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J Infect Dis. 2008 Jul 1;198(1):72-80. doi: 10.1086/588712.

Independent effects of genetic variations in mannose-binding lectin influence the course of HIV disease: the advantage of heterozygosity for coding mutations.

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1
Veterans Administration Research Center for AIDS and HIV-1 Infection, South Texas Veterans Health Care System, USA.

Abstract

BACKGROUND:

The in vivo impact of mannose-binding lectin (MBL), a molecule involved in innate immunity, on the pathogenesis of human immunodeficiency virus (HIV)-1 infection and AIDS is unknown.

METHODS:

A total of 1102 HIV-positive and 2213 HIV-negative adult subjects were screened for polymorphisms in the coding and promoter regions of MBL2, the gene that encodes MBL.

RESULTS:

Variations in MBL2 did not influence the risk of acquiring HIV-1. Heterozygosity for coding mutations (O allele) and homozygosity for the -221 promoter polymorphism (X allele) in MBL2 were associated with a delay in and an accelerated rate of disease progression, respectively. MBL2 variations influenced the rate of progression to AIDS-defining illnesses. In a multivariate model, the effects of MBL2 variations were independent of several parameters known to influence disease progression, including steady-state viral load, baseline CD4(+) T cell counts, and delayed-type hypersensitivity skin test responses, an in vivo marker of cell-mediated immunity. The effects of MBL2 variations were most evident in those who possessed protective genotypes of CCR5 and a high copy number of CCL3L1, the most potent HIV-suppressive CCR5 ligand.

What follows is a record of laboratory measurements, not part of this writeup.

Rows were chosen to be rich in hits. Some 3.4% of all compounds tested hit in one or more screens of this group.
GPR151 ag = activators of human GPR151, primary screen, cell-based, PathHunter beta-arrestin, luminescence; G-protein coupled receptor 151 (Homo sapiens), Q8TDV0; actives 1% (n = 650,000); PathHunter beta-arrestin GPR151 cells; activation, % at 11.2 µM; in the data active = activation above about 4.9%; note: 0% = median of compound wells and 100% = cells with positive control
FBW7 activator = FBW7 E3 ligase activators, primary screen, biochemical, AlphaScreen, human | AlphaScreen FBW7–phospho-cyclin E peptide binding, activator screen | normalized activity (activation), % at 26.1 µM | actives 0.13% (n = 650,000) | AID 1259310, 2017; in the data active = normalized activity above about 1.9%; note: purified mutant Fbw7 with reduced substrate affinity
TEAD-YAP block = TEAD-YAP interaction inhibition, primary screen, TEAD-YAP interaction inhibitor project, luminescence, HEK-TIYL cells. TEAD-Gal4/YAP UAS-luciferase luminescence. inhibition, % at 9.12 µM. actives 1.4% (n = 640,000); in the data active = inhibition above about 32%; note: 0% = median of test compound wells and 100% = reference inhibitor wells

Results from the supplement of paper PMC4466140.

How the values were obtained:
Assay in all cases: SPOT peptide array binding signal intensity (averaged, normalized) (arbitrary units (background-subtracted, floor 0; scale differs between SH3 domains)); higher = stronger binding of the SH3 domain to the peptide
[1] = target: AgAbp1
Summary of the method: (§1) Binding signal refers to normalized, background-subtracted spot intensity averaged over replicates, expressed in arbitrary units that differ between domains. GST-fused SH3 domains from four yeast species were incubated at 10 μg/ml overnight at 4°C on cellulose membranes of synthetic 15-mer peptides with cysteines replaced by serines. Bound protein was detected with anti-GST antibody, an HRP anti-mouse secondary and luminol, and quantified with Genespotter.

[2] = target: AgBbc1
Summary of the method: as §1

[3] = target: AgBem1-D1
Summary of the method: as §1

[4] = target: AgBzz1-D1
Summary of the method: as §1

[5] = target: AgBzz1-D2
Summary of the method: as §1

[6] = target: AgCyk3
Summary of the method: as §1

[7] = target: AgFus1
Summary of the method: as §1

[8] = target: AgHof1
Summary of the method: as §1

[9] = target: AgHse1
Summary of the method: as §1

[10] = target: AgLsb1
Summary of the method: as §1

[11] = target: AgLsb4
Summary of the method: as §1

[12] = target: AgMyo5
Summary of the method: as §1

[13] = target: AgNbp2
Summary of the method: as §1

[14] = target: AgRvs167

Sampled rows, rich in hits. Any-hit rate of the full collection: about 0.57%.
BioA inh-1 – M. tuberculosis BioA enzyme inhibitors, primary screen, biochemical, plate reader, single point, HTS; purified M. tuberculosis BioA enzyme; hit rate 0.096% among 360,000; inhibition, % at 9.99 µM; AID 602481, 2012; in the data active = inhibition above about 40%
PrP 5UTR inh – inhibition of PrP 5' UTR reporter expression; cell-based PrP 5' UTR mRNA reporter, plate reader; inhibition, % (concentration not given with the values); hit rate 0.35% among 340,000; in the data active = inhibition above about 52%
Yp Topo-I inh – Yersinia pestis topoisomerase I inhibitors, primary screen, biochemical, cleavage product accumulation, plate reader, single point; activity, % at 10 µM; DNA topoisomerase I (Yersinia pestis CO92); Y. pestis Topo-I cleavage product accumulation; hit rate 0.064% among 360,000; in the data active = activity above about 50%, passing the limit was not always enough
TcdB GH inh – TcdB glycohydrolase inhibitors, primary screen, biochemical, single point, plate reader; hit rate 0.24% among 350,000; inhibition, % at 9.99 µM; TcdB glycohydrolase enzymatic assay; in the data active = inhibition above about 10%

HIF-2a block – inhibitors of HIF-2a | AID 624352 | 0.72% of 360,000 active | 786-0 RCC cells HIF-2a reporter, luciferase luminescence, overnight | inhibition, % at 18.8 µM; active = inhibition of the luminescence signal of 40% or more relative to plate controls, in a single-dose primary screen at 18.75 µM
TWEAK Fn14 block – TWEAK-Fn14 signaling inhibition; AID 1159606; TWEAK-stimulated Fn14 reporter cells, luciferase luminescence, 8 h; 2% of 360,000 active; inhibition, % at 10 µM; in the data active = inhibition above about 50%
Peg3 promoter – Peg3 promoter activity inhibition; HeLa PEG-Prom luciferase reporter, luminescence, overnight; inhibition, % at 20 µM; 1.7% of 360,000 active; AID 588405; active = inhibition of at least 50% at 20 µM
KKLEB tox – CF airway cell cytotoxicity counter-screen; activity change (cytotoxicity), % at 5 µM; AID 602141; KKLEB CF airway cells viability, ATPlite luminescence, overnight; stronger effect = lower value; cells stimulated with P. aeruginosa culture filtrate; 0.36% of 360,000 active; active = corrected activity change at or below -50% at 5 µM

CONCLUSIONS:

MBL2 genotypes are independent determinants of HIV disease progression and heterozygosity for MBL2 coding mutations confer disease-retarding effects. MBL-dependent immune responses may play a role in the pathogenesis of HIV infection.

PMID:
18498240
PMCID:
PMC3777826
DOI:
10.1086/588712
[Indexed for MEDLINE]
Free PMC Article
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